A 59-year-old male with history of trabeculectomy in both eyes (OU) for primary angle-closure (please specify if so) glaucoma 8 months ago came with the complaint of sudden decrease in vision in OU for past 3 days. Best-corrected visual acuity was 6/18 in right eye (OD) and 6/12 in left eye (OS). Intraocular pressure was within normal limits in OU. Anterior segment examination of OU revealed well-formed blebs with posterior chamber intraocular lens. Fundus examination of OU revealed yellowish lesions at the macula, more prominent in OS [Fig. 1a and b]. Optical coherence tomography of OU revealed foveal hyperreflective lesions [Fig. 1c, d].
What is your next step?
- Ask for history of cardiovascular diseases
- Ask for history of sun gazing, sunbathing, or direct viewing of solar eclipse
- Ask for history of new-onset flashes or floaters
- Ask for history of hyperlipidemia.
Patient had a history of performing ritualistic sun gazing 3 days ago, following which he developed blurring of vision. Optical coherence tomography angiography (OCTA) scans of OU showed focal areas of nonperfusion in the choriocapillary layer with normal superficial and deep capillary plexus consistent with the diagnosis [Fig. 2].
B) Ask for history of sun gazing, sunbathing, or direct viewing of solar eclipse.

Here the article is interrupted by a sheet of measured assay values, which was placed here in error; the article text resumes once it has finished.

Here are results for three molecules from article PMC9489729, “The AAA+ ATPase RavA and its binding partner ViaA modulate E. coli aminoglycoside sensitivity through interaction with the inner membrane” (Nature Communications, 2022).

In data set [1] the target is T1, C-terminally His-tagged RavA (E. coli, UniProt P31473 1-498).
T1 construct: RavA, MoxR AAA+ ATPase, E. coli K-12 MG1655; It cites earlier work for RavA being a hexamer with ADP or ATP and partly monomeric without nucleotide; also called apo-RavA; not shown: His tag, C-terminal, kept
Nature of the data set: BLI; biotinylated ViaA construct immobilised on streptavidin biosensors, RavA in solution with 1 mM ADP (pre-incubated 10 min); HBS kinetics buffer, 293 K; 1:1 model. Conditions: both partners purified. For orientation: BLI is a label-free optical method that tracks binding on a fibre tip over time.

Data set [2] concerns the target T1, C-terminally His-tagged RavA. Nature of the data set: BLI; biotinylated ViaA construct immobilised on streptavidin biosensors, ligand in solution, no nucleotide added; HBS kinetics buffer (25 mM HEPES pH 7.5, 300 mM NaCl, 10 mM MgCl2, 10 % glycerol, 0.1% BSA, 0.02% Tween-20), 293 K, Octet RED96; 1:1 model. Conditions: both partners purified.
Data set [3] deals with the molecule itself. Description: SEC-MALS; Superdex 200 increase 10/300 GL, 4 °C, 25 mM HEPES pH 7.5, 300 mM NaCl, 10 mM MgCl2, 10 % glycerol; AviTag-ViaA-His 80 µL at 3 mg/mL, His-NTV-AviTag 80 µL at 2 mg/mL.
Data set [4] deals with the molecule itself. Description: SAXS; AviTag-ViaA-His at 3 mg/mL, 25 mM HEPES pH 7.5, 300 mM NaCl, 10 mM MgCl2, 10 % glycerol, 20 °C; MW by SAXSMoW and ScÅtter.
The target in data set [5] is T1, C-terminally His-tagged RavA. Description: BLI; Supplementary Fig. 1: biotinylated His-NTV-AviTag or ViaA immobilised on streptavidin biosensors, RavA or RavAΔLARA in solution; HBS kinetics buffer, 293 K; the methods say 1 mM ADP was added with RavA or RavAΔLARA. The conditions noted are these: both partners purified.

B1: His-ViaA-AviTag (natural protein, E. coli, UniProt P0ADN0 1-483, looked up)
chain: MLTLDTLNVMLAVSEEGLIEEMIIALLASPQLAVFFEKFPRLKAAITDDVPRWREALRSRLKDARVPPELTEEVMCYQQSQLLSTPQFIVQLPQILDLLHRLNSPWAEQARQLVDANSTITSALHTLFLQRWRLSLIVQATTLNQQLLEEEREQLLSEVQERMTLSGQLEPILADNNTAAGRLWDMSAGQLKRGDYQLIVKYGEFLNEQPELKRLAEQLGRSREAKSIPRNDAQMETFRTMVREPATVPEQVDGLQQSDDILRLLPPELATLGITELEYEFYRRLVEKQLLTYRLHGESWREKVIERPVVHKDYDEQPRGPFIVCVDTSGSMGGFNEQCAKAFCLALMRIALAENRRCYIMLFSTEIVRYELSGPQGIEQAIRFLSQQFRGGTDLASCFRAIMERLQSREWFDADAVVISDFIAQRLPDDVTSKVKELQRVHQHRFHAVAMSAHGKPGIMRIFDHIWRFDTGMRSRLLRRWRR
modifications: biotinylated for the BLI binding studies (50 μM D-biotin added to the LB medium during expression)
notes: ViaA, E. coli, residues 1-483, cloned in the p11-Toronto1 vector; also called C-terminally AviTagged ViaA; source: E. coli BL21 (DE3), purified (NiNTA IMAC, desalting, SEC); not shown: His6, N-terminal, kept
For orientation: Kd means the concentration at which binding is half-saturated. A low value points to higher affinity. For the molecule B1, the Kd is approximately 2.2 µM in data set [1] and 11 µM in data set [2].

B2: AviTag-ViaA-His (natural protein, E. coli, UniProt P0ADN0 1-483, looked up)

Solar retinopathy occurs due to photochemical injury occurring in the macula following prolonged exposure to light, like sungazing, eclipse viewing, exposure to welding light, and following endoillumination in rare scenarios. It presents as blurry vision, metamorphopsia, central scotoma, or dyschromatopsia. Diagnosis is made based on the presence of specific history and multimodal imaging including optical coherence tomography (OCT), OCTA, and autofluorescence. The presence of drop-out areas in the choriocapillaries slab indicates the involvement of choriocapillaries in addition to the photoreceptors and retinal pigment epithelial cells. It usually recovers spontaneously in 3–6 months, but majority of patients have residual central scotoma or reduced vision.
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1. González Martín-Moro J, Hernández Verdejo JL, Zarallo Gallardo J. Photic maculopathy:A review of the literature (ii). Arch Soc Esp Oftalmol (Engl Ed) 2018;93:542–50.
2. Padidam S, Burke MT, Apple DB, Suchomel JR, Lin X. Optical coherence tomography angiography findings in two cases of solar retinopathy. Retin Cases Brief Rep 2021;15:767–71.